You’ve probably already heard that Merck and Elsevier are being called on the carpet for producing a medical “journal” – Australasian Journal of Bone and Joint Medicine – that appeared to be peer-reviewed, but was actually a marketing ploy to encourage doctors to prescribe Merck drugs. Ouch.
Elsevier told The Scientist,
“Elsevier acknowledges the concern that the journals in question didn’t have the appropriate disclosures,” the statement continued. “It is worth noting that project in question was produced 6 years ago and disclosure protocols have evolved since 2003. Elsevier’s current disclosure policies meet the rigor and requirements of the current publishing environment.” (source)
Okay, so they’re not doing it anymore. But the ethical problems with this are obvious now and should have been obvious six years ago. On this subject, blog.bioethics.net has a comment, and our very own Janet Stemwedel has two excellent posts on the difference between fake journals and biased journals.
What is particularly reprehensible about the Merck/Elsevier story is that we live in a period when individuals are taking on an increasing share of the responsibility for monitoring their own health care. The Pew estimates that between 75% and 80% of internet users have looked online for health information, and that
Internet users living with a disability or chronic disease are more likely than other internet users to be wide-ranging online health researchers and to report significant impacts from those searches. For example, 75% of e-patients with a chronic condition say their last health search affected a decision about how to treat an illness or condition, compared with 55% of other e-patients.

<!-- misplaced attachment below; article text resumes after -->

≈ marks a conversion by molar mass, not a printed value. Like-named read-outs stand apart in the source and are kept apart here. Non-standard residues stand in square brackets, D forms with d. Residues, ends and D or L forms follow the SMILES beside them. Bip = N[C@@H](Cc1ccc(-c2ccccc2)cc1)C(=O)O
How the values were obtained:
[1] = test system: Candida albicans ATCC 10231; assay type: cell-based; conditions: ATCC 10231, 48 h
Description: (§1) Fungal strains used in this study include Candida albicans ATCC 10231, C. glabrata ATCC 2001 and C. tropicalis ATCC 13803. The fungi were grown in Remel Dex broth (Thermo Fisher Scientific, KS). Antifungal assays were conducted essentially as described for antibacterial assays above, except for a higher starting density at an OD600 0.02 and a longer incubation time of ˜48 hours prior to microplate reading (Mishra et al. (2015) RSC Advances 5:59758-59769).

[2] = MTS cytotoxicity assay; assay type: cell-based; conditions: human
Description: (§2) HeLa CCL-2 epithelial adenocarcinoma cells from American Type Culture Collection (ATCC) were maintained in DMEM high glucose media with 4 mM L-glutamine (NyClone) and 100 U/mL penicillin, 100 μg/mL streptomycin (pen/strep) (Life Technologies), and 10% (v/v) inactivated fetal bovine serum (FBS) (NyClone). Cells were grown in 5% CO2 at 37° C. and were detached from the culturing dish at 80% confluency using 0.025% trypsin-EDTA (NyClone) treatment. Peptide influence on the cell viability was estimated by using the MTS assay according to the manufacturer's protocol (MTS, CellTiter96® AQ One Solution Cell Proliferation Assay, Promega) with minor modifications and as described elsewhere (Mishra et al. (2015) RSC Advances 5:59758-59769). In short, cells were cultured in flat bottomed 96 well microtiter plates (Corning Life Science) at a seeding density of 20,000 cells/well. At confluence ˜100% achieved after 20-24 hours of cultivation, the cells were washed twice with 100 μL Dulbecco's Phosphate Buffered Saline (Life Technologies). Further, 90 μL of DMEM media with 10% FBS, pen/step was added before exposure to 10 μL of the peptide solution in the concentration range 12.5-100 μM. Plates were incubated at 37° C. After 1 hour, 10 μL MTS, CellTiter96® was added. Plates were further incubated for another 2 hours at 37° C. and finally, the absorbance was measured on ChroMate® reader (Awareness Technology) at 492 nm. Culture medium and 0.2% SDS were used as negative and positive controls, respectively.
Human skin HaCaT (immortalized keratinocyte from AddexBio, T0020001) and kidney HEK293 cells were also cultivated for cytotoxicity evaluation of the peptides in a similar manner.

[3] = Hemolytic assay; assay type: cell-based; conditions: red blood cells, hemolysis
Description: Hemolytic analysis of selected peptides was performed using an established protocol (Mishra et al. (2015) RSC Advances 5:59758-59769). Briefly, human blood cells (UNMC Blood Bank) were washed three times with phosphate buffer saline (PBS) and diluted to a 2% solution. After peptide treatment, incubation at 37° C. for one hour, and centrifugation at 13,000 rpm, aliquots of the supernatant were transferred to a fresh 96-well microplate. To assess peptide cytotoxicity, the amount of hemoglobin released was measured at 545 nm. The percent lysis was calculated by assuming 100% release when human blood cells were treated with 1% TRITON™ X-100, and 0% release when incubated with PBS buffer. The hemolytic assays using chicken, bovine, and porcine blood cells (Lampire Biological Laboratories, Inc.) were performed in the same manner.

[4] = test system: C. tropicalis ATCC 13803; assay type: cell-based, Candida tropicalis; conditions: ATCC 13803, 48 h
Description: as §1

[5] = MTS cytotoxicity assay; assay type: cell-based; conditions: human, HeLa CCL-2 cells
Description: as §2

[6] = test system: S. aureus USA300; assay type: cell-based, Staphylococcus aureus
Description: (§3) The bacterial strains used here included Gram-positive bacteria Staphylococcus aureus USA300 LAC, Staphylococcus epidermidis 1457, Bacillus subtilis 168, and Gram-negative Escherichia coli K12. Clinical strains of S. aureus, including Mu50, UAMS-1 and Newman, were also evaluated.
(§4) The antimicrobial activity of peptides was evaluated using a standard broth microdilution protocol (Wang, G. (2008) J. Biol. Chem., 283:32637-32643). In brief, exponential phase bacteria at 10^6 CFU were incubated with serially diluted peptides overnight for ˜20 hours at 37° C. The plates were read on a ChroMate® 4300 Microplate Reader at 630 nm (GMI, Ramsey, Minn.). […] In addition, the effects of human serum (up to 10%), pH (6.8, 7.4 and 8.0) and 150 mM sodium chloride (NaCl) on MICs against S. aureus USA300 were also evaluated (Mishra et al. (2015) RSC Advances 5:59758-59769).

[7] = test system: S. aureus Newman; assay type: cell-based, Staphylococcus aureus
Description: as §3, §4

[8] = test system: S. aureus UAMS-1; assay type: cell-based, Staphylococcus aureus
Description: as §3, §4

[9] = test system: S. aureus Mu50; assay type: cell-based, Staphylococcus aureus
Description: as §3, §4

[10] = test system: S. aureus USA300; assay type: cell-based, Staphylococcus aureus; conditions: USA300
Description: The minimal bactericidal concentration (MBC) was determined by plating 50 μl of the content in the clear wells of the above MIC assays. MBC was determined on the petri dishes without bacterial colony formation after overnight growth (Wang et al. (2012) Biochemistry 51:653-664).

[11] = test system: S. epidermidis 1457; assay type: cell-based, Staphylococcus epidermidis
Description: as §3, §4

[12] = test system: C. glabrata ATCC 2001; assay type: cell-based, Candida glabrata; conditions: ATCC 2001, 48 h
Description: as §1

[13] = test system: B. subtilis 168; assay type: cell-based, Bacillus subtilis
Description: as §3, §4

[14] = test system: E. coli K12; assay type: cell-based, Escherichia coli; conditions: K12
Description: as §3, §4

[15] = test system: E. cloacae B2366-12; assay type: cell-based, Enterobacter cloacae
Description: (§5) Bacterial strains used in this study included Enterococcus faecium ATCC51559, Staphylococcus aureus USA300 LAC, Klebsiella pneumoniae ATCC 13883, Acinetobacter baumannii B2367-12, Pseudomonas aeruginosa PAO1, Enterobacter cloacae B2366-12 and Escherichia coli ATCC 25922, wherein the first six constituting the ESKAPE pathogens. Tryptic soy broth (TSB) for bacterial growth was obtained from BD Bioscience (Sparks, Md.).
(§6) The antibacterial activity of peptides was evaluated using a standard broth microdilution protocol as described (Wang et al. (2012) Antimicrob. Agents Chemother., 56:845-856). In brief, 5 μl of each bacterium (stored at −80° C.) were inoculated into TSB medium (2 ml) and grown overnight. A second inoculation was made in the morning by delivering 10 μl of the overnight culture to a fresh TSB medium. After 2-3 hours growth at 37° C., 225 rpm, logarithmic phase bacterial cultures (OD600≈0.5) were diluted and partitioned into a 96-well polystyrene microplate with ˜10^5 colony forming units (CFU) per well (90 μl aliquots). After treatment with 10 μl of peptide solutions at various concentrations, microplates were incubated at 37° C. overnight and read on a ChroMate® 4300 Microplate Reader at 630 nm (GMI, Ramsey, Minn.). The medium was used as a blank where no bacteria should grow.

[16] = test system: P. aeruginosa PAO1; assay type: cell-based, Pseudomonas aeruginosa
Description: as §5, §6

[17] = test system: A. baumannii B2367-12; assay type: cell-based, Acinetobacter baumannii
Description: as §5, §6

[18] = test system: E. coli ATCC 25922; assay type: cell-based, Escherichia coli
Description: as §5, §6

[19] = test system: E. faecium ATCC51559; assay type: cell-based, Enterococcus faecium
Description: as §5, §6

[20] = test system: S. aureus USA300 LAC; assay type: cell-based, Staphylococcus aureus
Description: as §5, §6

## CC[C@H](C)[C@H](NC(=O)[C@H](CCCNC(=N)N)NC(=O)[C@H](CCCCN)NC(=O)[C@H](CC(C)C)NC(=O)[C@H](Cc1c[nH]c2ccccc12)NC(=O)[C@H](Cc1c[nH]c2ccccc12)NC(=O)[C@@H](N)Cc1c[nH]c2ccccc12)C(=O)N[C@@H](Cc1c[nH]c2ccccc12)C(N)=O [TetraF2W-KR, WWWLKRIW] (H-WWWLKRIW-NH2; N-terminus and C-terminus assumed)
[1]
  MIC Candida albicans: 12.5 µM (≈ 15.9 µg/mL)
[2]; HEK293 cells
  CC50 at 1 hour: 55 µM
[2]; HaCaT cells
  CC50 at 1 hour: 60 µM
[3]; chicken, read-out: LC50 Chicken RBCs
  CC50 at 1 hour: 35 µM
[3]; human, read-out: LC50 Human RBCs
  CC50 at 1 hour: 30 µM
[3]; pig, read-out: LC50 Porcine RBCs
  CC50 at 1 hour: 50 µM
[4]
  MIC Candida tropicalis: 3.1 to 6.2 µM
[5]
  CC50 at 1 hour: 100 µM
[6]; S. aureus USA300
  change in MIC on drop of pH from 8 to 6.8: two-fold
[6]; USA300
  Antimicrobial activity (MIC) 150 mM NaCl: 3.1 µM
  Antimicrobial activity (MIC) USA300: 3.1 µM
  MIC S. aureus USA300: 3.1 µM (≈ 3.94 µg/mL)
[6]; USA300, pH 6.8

The problem is that most of these engaged patients, no matter how intelligent and motivated, aren’t trained to evaluate the health information they find for accuracy or credibility. When they search for information on the internet, they encounter a melange of advertising, advocacy, and science: online health information provided by hospitals, research centers, private medical practices, scientists, pharmaceutical companies, peer-reviewed journals, libraries, and government agencies, not to mention e-patients and motivated citizens (via forums, Wikipedia, blogs, and social networks). It’s confusing at best; to individuals of my mom’s generation, who aren’t generally internet-savvy, it can be both intimidating and overwhelming. (Ditto for many youth, who may feel confident using the internet, but haven’t acquired the critical-thinking skills and life experience they need to evaluate evidence for bias).
Among the hallmarks of reliable, accurate health information, I’d generally say publication in a peer-reviewed science journal ranks at the top! That’s why it is so offensive that a publisher of legitimate peer-reviewed science journals would deliberately exploit the appearance of peer review to disguise a highly biased advertisement. The publication was clearly intended to fool physicians, so it likely would have fooled most of the general public as well (although active researchers would have noticed suspicious aspects, like “review” articles that cite only two sources).
Every time someone conceals an argument for their personal agenda (whether commercial or political) in the guise of science, it devalues science in the eyes of the public. It makes it that much harder to teach citizens to identify reliable information online. And it makes it that much harder for people like my mom, suffering from chronic health problems and trying to figure out where to go for help, to know what or whom to believe. The responsible parties at Merck and Elsevier really ought to be ashamed.